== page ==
stonepaste body, painted underglaze in tones of cobalt blue
7.7 x 39.4cm
Pottery and tiles had been made in Anatolia from the late 12th or early 13th century onwards. From the 1470s, however, a new type of blue-and-white pottery, known as Iznik chinaware (chînî-i Iznîk) was made for the sultan’s table: its quality, largely the result of using a lead-soda frit for both body and glaze, was a distinct technical advance.
This blue-and-white dish has an eight-pointed, bracketed rim that slopes inwards and bears a relatively realistic ‘wave-and-rock’ scroll. The well is painted with three bunches of grapes, after an early Ming prototype. The cavetto is decorated inside with eight lotus-sprigs of two alternating types; one of these sprigs appears on the outside, alternating with a third variant.
Practically none of the known Iznik vine-cluster dishes can count as exact copies of early Ming prototypes. The distinction made in Ming pieces, between bracketed or foliated rims with sprigs in the cavetto and plain rims with a continuous floral scroll, is not generally observed amongst Iznik productions; and whereas the bracketed rims on Ming vessels are regularly 12-pointed and correspondingly have 12 sprigs in the cavetto, the Iznik versions may also have 9, 10, 11 or 15 points, the number of sprigs rarely corresponding to the number of points. The Iznik versions, moreover, are a varied group, in which there is often a marked element of pastiche. This makes their chronology difficult to establish, but the present piece, as one of the largest and most accomplished versions, may accordingly be dated early in the series.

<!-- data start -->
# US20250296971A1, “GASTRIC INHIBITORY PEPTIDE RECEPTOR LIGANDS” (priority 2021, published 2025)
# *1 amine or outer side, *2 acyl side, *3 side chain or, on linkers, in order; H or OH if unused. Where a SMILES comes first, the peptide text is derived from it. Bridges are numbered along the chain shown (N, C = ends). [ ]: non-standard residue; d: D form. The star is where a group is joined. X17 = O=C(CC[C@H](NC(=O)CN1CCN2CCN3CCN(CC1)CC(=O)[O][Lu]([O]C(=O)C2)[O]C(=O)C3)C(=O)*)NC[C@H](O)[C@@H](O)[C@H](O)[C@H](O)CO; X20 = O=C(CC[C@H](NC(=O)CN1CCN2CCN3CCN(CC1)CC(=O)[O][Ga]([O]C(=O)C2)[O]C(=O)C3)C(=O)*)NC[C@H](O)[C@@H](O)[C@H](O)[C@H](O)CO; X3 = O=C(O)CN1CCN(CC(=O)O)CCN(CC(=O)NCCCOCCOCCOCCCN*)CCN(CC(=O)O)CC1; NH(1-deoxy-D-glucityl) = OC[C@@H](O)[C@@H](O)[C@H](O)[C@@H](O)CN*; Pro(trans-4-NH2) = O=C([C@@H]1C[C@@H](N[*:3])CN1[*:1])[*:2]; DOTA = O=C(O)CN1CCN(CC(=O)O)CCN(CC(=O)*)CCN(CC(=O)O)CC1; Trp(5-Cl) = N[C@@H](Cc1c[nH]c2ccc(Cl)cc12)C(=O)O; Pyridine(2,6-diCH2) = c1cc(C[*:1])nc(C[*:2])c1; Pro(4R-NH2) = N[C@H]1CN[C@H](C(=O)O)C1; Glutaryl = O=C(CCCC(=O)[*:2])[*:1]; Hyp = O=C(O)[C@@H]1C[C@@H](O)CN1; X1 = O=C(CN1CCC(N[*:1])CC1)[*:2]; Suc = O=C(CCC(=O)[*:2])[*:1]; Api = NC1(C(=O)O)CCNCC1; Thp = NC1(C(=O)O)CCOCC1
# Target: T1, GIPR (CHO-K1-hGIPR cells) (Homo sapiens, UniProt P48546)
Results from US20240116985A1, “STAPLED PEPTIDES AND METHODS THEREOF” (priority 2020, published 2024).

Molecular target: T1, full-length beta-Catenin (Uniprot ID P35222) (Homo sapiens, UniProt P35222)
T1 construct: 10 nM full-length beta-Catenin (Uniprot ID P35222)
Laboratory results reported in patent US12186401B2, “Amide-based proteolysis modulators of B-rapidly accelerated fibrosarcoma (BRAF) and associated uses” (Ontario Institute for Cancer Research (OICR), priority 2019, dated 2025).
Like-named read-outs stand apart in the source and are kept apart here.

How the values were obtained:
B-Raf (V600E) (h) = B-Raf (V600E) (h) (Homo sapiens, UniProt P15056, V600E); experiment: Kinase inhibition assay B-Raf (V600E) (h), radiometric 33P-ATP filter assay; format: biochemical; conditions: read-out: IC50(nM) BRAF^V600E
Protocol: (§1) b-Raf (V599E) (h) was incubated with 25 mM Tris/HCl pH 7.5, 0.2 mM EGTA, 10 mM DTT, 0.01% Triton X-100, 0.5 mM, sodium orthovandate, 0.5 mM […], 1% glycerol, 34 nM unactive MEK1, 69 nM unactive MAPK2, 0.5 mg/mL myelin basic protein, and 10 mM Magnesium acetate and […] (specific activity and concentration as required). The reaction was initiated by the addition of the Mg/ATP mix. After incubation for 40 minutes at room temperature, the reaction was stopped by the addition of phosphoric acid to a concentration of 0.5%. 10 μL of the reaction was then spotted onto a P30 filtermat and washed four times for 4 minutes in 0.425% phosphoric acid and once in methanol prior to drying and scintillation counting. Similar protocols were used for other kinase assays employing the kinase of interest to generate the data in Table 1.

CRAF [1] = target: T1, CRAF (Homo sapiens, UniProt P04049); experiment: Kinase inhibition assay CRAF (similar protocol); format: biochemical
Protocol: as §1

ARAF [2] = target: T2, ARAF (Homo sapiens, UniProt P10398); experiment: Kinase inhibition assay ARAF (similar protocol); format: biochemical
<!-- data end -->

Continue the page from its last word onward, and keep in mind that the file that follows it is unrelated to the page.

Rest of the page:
By comparison with early Ming prototypes the central design on this dish is seen to have been reversed. This indicates that the potters worked from a pounced stencil or transfer which was doubtless sent to Iznik from the Palace.
J.M. Rogers, The Arts of Islam. Masterpieces from the Khalili Collection, London 2010, cat.377, p.319.